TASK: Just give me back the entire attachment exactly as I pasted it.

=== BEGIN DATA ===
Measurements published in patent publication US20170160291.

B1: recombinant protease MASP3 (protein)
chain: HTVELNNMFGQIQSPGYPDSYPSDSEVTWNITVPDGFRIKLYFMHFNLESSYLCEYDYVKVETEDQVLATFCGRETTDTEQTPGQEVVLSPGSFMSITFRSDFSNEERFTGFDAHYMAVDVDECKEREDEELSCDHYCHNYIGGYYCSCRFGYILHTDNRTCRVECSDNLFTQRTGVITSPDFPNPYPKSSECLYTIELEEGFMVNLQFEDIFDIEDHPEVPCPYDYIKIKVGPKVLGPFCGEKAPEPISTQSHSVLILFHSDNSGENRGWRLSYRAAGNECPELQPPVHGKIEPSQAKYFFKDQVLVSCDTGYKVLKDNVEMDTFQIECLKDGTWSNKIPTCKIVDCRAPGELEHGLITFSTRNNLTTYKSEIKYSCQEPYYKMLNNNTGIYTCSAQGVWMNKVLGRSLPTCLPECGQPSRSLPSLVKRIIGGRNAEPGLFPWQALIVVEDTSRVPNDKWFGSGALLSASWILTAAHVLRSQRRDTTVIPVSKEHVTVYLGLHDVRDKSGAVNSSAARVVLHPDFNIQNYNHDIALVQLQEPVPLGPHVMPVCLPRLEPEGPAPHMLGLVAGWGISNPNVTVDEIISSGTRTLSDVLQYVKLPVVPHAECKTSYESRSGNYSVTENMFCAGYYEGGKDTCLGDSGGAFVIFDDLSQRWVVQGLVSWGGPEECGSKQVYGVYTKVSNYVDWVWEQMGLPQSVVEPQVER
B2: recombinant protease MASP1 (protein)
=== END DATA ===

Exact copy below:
Measurements published in patent publication US20170160291.

B1: recombinant protease MASP3 (protein)
chain: HTVELNNMFGQIQSPGYPDSYPSDSEVTWNITVPDGFRIKLYFMHFNLESSYLCEYDYVKVETEDQVLATFCGRETTDTEQTPGQEVVLSPGSFMSITFRSDFSNEERFTGFDAHYMAVDVDECKEREDEELSCDHYCHNYIGGYYCSCRFGYILHTDNRTCRVECSDNLFTQRTGVITSPDFPNPYPKSSECLYTIELEEGFMVNLQFEDIFDIEDHPEVPCPYDYIKIKVGPKVLGPFCGEKAPEPISTQSHSVLILFHSDNSGENRGWRLSYRAAGNECPELQPPVHGKIEPSQAKYFFKDQVLVSCDTGYKVLKDNVEMDTFQIECLKDGTWSNKIPTCKIVDCRAPGELEHGLITFSTRNNLTTYKSEIKYSCQEPYYKMLNNNTGIYTCSAQGVWMNKVLGRSLPTCLPECGQPSRSLPSLVKRIIGGRNAEPGLFPWQALIVVEDTSRVPNDKWFGSGALLSASWILTAAHVLRSQRRDTTVIPVSKEHVTVYLGLHDVRDKSGAVNSSAARVVLHPDFNIQNYNHDIALVQLQEPVPLGPHVMPVCLPRLEPEGPAPHMLGLVAGWGISNPNVTVDEIISSGTRTLSDVLQYVKLPVVPHAECKTSYESRSGNYSVTENMFCAGYYEGGKDTCLGDSGGAFVIFDDLSQRWVVQGLVSWGGPEECGSKQVYGVYTKVSNYVDWVWEQMGLPQSVVEPQVER
B2: recombinant protease MASP1 (protein)